Originally published 05/14/2014
"The Sleepwalkers" has lobbed a grenade into the debate and younger German historians have applauded Clark’s portrayal of a pan-European crisis with shared guilt.
Originally published 08/01/2013
Jim Cullen: Review of Christopher Clark's "The Sleepwalkers: How Europe Went to War in 1914" (Harper, 2013)
At one point early on in The Sleepwalkers, University of Cambridge Professor Christopher Clark cites a perception -- certainly one I had growing up -- of the First World War taking place on the far side of a historical divide. "It was easy to imagine the disaster of Europe's 'last summer' as an Edwardian costume drama," he writes, attributing this view to Barbara Tuchman books. "The effete rituals and gaudy uniforms, the 'ornamentalism' of a world still largely organized around hereditary monarchy had a distancing effect on present-day recollection. They seemed to signal that the protagonists were people from another, vanished world."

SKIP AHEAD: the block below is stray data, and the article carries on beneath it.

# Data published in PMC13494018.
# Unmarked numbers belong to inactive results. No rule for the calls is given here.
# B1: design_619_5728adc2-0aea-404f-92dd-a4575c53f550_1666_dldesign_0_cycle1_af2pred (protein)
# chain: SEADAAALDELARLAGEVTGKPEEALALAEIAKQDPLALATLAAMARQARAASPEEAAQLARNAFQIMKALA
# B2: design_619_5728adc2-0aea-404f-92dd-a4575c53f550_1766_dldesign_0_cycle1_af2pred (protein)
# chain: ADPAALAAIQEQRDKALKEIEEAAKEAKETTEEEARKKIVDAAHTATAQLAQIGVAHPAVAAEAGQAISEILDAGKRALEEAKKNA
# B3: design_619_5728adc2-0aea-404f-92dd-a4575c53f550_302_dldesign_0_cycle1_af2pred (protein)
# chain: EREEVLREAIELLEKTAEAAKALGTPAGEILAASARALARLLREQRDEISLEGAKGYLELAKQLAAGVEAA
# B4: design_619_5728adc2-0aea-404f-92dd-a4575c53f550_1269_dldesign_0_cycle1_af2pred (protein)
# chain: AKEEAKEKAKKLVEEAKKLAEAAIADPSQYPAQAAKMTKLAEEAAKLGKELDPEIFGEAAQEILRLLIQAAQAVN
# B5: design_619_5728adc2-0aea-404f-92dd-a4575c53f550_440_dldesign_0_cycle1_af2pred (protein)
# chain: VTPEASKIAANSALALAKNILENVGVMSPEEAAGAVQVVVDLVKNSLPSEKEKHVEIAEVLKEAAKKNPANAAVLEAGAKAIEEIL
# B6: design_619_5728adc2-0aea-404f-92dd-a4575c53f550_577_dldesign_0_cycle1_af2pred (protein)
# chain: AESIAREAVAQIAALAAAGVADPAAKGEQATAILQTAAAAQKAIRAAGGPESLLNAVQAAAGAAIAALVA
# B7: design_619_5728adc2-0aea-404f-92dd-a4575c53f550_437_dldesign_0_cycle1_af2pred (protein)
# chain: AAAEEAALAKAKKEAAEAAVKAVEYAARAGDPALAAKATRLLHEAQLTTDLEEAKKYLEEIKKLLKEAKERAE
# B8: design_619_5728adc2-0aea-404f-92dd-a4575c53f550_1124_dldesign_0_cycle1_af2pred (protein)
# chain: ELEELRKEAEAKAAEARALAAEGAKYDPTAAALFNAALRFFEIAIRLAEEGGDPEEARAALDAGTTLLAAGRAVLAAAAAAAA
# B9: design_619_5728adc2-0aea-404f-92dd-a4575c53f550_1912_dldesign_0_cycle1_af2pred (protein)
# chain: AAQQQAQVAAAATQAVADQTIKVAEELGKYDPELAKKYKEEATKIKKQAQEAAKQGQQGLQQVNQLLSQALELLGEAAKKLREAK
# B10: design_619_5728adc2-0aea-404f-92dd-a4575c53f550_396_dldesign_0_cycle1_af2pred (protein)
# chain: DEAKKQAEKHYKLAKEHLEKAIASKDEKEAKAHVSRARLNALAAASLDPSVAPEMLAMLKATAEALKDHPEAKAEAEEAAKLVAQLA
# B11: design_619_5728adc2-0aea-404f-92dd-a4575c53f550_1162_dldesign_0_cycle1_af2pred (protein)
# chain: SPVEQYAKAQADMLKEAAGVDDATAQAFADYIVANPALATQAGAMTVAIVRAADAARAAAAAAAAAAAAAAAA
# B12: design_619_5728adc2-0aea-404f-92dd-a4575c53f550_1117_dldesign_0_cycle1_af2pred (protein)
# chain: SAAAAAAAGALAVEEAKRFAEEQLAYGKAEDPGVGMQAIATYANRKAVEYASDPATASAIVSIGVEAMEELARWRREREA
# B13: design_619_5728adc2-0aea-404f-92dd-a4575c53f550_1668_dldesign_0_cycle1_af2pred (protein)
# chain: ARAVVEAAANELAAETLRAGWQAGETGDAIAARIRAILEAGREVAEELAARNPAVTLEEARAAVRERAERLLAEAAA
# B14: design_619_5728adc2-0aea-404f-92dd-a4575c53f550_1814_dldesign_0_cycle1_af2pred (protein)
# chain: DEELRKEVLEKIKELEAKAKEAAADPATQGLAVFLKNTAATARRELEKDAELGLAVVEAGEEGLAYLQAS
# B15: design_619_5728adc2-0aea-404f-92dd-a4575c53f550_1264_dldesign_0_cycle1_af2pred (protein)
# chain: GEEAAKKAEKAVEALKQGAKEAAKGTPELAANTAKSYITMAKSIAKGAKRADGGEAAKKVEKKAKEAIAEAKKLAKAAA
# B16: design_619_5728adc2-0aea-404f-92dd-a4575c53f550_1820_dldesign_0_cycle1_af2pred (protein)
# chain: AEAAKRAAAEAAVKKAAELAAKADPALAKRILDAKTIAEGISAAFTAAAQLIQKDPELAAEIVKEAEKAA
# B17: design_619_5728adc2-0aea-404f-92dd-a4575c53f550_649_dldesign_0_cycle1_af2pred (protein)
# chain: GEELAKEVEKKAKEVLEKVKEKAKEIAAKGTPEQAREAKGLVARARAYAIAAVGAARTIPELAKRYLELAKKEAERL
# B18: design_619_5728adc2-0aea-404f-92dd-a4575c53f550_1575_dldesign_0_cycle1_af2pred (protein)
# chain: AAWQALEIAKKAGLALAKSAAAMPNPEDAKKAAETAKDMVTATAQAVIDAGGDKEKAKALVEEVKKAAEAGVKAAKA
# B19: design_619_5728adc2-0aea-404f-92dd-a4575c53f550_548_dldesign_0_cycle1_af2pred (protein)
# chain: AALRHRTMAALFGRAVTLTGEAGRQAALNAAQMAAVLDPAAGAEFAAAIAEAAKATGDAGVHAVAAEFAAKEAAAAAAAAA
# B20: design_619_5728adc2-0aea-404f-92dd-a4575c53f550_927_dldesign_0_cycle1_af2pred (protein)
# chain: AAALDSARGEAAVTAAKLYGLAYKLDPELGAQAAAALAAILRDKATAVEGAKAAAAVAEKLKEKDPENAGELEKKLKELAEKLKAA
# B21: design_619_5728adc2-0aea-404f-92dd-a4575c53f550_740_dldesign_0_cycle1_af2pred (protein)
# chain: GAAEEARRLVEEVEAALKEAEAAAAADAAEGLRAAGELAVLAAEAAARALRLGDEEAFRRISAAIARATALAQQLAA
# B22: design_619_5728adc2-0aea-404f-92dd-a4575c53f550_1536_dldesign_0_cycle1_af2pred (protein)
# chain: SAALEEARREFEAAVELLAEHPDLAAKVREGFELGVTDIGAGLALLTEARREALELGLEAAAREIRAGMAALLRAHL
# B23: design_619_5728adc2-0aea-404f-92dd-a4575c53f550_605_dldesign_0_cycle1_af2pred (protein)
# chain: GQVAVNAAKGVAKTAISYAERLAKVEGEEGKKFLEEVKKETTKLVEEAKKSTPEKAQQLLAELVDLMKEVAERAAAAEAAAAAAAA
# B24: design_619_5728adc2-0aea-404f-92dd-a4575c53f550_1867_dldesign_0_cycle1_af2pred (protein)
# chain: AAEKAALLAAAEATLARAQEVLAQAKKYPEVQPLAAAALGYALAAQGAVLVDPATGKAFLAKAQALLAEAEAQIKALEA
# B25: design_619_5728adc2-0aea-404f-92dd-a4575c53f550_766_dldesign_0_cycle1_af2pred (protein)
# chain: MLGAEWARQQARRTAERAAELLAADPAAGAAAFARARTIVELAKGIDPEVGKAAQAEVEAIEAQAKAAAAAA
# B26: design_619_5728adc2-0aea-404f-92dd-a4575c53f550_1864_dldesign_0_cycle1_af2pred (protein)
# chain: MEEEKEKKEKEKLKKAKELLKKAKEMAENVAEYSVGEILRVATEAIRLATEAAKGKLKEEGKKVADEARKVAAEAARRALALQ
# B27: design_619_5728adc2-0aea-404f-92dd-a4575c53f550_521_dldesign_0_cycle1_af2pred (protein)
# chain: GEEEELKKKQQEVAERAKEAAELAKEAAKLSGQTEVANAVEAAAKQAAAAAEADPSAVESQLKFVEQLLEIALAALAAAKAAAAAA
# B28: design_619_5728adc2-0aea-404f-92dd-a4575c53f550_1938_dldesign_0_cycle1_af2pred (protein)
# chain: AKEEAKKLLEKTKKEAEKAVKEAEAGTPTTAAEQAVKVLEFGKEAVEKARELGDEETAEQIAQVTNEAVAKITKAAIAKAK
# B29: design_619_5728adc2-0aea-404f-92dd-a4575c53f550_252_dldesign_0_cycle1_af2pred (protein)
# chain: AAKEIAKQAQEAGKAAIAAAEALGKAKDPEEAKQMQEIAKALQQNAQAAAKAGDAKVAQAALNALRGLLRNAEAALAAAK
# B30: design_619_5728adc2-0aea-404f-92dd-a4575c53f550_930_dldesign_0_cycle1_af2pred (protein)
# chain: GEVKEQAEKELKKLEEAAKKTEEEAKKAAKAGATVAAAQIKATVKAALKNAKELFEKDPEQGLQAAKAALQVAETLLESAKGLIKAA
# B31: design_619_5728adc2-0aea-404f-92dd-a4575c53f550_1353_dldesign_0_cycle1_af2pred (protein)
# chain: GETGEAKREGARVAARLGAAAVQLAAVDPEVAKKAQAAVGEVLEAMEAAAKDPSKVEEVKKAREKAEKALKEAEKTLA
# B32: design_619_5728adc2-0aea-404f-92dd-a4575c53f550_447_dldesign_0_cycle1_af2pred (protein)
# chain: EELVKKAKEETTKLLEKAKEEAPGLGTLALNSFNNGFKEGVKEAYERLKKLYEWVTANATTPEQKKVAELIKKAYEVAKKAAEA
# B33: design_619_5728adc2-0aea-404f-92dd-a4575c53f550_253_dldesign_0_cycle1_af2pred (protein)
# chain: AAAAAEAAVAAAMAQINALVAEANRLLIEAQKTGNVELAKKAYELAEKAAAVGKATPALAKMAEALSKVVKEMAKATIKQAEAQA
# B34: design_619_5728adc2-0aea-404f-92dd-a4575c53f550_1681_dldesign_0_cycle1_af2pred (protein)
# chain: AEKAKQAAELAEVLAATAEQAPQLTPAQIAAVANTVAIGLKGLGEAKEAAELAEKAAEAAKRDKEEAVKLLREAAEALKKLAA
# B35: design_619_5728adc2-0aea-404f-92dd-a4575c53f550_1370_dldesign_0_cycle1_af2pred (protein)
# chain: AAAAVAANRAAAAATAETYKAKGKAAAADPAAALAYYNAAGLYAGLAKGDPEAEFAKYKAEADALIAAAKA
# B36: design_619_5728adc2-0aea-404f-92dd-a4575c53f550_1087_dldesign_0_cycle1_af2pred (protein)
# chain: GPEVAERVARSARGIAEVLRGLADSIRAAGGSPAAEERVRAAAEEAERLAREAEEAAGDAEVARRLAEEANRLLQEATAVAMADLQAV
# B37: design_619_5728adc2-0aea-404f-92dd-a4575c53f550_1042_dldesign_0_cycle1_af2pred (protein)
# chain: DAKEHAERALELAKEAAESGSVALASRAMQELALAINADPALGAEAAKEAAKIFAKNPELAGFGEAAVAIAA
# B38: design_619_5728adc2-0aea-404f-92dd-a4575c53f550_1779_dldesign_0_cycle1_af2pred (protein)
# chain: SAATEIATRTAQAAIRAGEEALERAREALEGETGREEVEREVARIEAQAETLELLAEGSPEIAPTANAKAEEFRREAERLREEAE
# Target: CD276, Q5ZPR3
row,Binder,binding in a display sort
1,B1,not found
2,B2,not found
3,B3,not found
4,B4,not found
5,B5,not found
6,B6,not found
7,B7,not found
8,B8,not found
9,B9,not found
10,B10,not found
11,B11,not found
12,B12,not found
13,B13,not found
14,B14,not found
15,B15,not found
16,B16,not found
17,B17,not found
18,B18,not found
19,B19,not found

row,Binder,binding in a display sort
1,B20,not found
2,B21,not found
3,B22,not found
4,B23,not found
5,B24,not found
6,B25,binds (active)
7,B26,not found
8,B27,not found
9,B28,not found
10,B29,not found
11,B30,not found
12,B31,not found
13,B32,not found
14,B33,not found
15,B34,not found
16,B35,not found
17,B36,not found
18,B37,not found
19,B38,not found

- Did Squanto meet Pocahontas in London?
- Thanksgiving: Early Colonists Ate Turkey... But Also Horses, Rats And Snakes, Archaeologists Say
- Sources: McMaster Mocked Trump’s Intelligence at a Private Dinner
- The JFK assassination files lead back to Seattle
- Princeton investigates its connection to slavery at a two-day symposium
- OAH historians say events of the past year show they were right to emphasize freedom as the theme of the 2019 annual convention
- Why being a historian is about so much more than producing displays for museums
- Historian Says Textbooks Have Shaped Our Attitudes On Race
- Heather Ann Thompson says what went on at Attica is worse than we thought
- Princeton’s Jan T. Gross warns that Poland’s showing signs of turning decisively in a fascist direction